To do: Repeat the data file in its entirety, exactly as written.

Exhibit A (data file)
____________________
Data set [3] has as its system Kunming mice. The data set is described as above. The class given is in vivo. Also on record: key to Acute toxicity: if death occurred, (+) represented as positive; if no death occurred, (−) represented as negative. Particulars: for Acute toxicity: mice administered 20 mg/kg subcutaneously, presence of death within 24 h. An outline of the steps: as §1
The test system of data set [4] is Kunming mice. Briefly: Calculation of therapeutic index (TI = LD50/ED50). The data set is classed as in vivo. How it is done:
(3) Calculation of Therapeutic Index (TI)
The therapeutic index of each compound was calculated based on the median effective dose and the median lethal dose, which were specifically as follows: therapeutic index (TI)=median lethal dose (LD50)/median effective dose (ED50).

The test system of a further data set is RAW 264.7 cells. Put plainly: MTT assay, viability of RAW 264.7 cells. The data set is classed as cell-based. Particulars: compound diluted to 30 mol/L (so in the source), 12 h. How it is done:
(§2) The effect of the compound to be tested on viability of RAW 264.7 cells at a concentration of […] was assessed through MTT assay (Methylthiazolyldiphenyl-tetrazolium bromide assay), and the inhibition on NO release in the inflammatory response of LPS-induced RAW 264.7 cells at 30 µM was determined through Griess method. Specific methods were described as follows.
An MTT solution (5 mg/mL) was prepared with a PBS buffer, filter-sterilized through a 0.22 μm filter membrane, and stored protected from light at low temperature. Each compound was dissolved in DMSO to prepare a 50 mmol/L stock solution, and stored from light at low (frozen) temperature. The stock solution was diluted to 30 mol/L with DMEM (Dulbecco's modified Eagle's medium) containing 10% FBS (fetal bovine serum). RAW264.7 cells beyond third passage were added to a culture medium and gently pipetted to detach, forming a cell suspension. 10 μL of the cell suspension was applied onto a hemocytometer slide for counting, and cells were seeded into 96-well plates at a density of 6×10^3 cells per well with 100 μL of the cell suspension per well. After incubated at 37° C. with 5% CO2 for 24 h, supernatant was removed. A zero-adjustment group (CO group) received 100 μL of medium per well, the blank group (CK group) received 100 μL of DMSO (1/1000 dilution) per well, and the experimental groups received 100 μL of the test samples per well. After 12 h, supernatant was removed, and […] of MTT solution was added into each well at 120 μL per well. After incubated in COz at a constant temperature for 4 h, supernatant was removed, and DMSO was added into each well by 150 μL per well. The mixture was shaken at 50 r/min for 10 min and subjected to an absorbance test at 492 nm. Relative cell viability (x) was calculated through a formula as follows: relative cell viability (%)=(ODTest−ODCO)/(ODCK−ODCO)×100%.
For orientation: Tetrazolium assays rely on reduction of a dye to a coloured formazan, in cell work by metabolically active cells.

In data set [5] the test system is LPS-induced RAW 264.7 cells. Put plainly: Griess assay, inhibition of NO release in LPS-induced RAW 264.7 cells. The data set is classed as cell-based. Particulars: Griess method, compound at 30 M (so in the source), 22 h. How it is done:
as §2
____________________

Data set [3] has as its system Kunming mice. The data set is described as above. The class given is in vivo. Also on record: key to Acute toxicity: if death occurred, (+) represented as positive; if no death occurred, (−) represented as negative. Particulars: for Acute toxicity: mice administered 20 mg/kg subcutaneously, presence of death within 24 h. An outline of the steps: as §1
The test system of data set [4] is Kunming mice. Briefly: Calculation of therapeutic index (TI = LD50/ED50). The data set is classed as in vivo. How it is done:
(3) Calculation of Therapeutic Index (TI)
The therapeutic index of each compound was calculated based on the median effective dose and the median lethal dose, which were specifically as follows: therapeutic index (TI)=median lethal dose (LD50)/median effective dose (ED50).

The test system of a further data set is RAW 264.7 cells. Put plainly: MTT assay, viability of RAW 264.7 cells. The data set is classed as cell-based. Particulars: compound diluted to 30 mol/L (so in the source), 12 h. How it is done:
(§2) The effect of the compound to be tested on viability of RAW 264.7 cells at a concentration of […] was assessed through MTT assay (Methylthiazolyldiphenyl-tetrazolium bromide assay), and the inhibition on NO release in the inflammatory response of LPS-induced RAW 264.7 cells at 30 µM was determined through Griess method. Specific methods were described as follows.
An MTT solution (5 mg/mL) was prepared with a PBS buffer, filter-sterilized through a 0.22 μm filter membrane, and stored protected from light at low temperature. Each compound was dissolved in DMSO to prepare a 50 mmol/L stock solution, and stored from light at low (frozen) temperature. The stock solution was diluted to 30 mol/L with DMEM (Dulbecco's modified Eagle's medium) containing 10% FBS (fetal bovine serum). RAW264.7 cells beyond third passage were added to a culture medium and gently pipetted to detach, forming a cell suspension. 10 μL of the cell suspension was applied onto a hemocytometer slide for counting, and cells were seeded into 96-well plates at a density of 6×10^3 cells per well with 100 μL of the cell suspension per well. After incubated at 37° C. with 5% CO2 for 24 h, supernatant was removed. A zero-adjustment group (CO group) received 100 μL of medium per well, the blank group (CK group) received 100 μL of DMSO (1/1000 dilution) per well, and the experimental groups received 100 μL of the test samples per well. After 12 h, supernatant was removed, and […] of MTT solution was added into each well at 120 μL per well. After incubated in COz at a constant temperature for 4 h, supernatant was removed, and DMSO was added into each well by 150 μL per well. The mixture was shaken at 50 r/min for 10 min and subjected to an absorbance test at 492 nm. Relative cell viability (x) was calculated through a formula as follows: relative cell viability (%)=(ODTest−ODCO)/(ODCK−ODCO)×100%.
For orientation: Tetrazolium assays rely on reduction of a dye to a coloured formazan, in cell work by metabolically active cells.

In data set [5] the test system is LPS-induced RAW 264.7 cells. Put plainly: Griess assay, inhibition of NO release in LPS-induced RAW 264.7 cells. The data set is classed as cell-based. Particulars: Griess method, compound at 30 M (so in the source), 22 h. How it is done:
as §2